With the onset of World War II, Frenchmen from all walks of life enlist in the army. The war is short-lived however as the Nazis quickly defeat them and Marshall Petain signs a peace agreement with the invaders. The troops surrender but rather that being repatriated to their homes as expected, they all find themselves in a military prison. Conditions are difficult with little food and poor medical conditions. The men resist as best they can and for some, like Paul, they are prepared to spend time in solitary confinement and be subjected to beatings if need be. For others, such as Duval, collaboration with their Nazi jailers is the route to an easier life. The men find solace in the company of Father Sebastian, a priest who was also in the army. He counsels them wisely and in the case of Paul, gives him strength to face the daily challenge of simply living. When Paul gets an opportunity however… —IMDb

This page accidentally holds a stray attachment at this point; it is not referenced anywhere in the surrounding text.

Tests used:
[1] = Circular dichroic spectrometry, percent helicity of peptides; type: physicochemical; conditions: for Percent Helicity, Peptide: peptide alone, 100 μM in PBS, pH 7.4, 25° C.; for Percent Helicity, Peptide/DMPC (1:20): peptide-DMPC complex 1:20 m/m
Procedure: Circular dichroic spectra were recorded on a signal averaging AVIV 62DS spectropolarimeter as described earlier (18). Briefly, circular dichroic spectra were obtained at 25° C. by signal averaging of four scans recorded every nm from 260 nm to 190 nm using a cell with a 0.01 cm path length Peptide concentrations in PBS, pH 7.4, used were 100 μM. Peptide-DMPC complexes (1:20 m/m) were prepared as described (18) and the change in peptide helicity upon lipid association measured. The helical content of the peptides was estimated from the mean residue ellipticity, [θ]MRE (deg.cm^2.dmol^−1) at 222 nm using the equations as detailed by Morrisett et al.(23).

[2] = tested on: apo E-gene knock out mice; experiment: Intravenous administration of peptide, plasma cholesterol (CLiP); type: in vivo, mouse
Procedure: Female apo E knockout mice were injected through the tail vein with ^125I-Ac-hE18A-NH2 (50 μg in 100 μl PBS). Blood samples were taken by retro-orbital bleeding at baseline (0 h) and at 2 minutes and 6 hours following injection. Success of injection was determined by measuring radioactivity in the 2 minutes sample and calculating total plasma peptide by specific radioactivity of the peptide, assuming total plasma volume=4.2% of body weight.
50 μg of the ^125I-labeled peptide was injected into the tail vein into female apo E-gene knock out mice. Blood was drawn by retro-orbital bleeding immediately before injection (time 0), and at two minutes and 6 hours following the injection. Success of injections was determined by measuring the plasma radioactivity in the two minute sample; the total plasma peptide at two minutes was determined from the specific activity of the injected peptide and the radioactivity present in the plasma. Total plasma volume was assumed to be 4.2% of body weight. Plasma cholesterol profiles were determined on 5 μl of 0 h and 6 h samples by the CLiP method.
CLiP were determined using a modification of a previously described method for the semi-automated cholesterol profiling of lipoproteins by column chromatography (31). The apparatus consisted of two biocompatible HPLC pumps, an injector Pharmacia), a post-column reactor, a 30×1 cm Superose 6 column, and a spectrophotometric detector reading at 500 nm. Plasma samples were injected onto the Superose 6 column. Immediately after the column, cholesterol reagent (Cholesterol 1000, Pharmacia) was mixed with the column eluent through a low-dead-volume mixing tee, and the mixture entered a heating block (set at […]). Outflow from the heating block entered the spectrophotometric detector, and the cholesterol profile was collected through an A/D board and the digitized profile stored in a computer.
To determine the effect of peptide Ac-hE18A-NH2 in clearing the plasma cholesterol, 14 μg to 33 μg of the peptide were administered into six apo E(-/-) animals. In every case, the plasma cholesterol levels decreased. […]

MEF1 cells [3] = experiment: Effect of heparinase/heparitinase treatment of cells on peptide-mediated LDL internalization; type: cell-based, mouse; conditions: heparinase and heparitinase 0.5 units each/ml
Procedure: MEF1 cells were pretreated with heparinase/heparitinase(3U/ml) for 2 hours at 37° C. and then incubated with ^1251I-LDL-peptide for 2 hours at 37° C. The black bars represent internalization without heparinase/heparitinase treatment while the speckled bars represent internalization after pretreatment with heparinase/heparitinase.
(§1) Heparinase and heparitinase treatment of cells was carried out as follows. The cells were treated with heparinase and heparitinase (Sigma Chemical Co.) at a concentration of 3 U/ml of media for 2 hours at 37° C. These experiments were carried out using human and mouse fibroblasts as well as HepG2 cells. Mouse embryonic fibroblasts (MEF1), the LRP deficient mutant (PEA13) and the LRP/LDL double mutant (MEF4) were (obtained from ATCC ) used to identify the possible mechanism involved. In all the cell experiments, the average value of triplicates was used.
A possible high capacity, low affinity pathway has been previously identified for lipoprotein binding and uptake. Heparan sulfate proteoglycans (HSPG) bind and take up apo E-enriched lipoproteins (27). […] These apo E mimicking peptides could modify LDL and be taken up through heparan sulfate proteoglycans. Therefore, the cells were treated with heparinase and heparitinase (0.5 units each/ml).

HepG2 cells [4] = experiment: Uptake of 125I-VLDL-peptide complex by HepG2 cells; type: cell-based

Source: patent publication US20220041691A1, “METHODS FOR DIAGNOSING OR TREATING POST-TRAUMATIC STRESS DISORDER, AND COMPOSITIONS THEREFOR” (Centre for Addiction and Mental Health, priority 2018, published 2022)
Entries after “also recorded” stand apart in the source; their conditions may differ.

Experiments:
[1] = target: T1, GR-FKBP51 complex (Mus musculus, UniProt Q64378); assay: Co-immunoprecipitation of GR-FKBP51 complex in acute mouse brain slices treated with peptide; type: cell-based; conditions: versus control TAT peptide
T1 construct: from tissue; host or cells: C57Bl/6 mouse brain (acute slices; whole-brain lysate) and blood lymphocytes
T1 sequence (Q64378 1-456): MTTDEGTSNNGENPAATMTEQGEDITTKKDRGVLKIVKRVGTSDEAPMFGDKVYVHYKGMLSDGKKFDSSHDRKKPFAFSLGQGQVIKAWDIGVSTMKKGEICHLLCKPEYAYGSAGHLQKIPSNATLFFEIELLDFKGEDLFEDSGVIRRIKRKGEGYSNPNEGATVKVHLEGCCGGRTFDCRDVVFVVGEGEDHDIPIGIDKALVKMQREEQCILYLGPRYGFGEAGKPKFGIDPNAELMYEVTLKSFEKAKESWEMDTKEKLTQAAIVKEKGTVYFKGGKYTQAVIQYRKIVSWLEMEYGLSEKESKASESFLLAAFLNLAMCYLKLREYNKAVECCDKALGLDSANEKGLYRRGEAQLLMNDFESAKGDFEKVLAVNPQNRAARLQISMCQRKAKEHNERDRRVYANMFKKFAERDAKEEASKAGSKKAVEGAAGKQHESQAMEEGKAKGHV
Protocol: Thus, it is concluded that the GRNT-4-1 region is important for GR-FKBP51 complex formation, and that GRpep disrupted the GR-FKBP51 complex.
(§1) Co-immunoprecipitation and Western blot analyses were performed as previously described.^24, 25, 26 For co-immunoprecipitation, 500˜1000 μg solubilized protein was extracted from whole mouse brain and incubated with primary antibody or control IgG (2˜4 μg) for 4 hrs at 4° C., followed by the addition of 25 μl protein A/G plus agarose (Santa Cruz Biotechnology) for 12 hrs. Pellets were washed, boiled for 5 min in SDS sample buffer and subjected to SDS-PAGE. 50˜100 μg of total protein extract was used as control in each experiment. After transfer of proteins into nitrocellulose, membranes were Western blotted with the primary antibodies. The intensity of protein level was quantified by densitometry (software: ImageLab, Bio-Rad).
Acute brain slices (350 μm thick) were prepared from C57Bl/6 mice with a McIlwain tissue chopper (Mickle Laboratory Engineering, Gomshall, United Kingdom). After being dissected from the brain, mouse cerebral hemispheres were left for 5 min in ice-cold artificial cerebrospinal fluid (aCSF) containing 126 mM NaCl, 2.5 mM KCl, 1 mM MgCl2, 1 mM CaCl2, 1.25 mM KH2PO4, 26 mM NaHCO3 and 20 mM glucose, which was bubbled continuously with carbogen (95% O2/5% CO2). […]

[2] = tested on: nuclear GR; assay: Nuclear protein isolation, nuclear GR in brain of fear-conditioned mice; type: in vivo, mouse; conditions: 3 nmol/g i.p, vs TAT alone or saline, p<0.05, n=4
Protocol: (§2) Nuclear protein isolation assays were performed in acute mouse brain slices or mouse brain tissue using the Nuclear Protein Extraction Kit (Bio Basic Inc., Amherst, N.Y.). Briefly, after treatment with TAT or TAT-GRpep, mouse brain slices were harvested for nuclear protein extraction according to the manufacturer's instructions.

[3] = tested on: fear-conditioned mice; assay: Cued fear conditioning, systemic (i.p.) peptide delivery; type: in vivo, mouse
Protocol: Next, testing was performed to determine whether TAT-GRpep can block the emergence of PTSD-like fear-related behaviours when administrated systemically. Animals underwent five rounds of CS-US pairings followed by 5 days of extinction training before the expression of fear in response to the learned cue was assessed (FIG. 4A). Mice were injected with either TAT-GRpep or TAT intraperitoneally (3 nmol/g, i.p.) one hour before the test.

Tay Garnett (born William Taylor Garnett 13 June 1894 – 3 October 1977) was an American film director and writer.
Born in Los Angeles, California, Garnett served as a naval aviator in World War I and entered films as a screenwriter in 1920. He was a gagwriter for Mack Sennett and Hal Roach, then joined Pathé and began to direct films in 1928. Among his films are One Way Passage (1932), China Seas (1935), Eternally Yours (1939), Seven Sinners (1940), Cheers for Miss Bishop (1941), The Cross of Lorraine (1943), and Bataan (1943). He is best known as the director of the 1946 thriller The Postman Always Rings Twice with John Garfield and Lana Turner. A Connecticut Yankee in King Arthur’s Court (1949) with Bing Crosby and Rhonda Fleming was also well-received. Garnett also worked in radio as a writer, director and narrator. He created a show titled “Three Sheets to the Wind”(1942) which starred John Wayne as Dan O’Brien, an American private eye posing as a drunk on a luxury liner… read more